Concerns over out-of-date navigation charts in Hong Kong
I refer to the letter of Peter Forsythe (“Data ban is a marine safety issue in HK”, November 14,).
The hydrographic office of the Marine Department is the government body responsible for surveying and charting Hong Kong waters. The office produces paper charts and electronic navigational charts for Hong Kong, which fulfil the International Maritime Organisation and the International Hydrographic Organisation standards. The intellectual property rights of these products belong to the department and are protected by the laws of Hong Kong.
The hydrographic office does not have any relationship with electronic charts suppliers like Navionics, iSailor, Explorer and Garmin, nor has it granted them permission to sell chart data derived from the office’s products.
By selling chart data obtained from these products in their own digital forms, these companies may have infringed the copyright of the department.
In addition to the legality of the data, the department is equally concerned about the accuracy and timeliness of the data acquired by vessel operators from unauthorised data. The use of unreliable and outdated data poses a serious threat to navigational safety.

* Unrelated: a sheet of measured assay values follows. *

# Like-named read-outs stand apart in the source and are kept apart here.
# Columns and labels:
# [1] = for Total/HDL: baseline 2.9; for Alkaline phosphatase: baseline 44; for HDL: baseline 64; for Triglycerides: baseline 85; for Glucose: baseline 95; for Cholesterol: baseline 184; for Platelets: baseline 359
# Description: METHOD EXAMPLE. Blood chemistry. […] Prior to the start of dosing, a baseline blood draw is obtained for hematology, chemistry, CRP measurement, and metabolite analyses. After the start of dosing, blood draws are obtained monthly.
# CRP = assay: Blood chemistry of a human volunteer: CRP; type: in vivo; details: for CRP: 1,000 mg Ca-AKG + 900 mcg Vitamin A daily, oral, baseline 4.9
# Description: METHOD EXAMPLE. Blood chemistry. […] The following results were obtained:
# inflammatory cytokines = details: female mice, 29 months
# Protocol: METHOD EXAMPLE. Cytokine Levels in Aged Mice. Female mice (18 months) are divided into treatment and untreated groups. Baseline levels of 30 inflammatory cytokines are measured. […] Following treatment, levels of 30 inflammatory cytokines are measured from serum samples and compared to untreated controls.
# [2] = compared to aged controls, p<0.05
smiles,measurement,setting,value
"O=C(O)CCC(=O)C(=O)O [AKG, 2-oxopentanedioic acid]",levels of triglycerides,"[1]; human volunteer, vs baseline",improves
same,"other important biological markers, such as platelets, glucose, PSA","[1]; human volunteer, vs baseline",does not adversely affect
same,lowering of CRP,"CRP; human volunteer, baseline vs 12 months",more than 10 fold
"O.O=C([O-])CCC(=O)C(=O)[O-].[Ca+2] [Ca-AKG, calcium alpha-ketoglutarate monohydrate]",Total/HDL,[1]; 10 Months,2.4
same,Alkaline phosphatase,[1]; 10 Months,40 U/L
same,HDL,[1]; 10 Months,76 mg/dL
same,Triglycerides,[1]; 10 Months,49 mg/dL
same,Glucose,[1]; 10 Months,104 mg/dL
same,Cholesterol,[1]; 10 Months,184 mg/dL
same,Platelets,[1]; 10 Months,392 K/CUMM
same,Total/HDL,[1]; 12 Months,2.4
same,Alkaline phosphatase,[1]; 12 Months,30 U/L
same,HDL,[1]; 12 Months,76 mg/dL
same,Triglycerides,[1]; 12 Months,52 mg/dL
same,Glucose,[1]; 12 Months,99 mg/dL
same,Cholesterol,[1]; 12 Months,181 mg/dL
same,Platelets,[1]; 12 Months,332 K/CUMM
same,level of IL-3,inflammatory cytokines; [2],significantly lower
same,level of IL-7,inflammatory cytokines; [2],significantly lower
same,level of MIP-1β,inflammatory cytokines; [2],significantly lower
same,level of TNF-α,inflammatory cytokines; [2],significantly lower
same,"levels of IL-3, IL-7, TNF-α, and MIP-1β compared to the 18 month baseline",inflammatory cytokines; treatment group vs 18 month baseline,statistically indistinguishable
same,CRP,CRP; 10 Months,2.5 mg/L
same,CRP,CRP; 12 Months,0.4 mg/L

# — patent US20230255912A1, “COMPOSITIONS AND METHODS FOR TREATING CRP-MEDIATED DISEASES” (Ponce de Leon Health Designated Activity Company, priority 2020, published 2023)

There have been cases involving the use of inaccurate chart data causing marine accidents, and these examples illustrate the importance of having reliable and up-to-date navigational charts on-board.
Many professional ship management companies would agree that certain unauthorised electronic chart data sold in the market can hardly constitute as comprehensive electronic navigational charts under the standards of the International Maritime and International Hydrographic organisations.
The hydrographic office launched its electronic charts in 2003, and the Hong Kong charts are available at HK$904 for a one-year subscription.
Whether it is these reasonably-priced charts or the even more affordable paper charts, for the sake of navigational safety, vessel operators should always get official and up-to-date data which meet their individual needs.
Ng Kwok-chu, hydrographer, for director of marine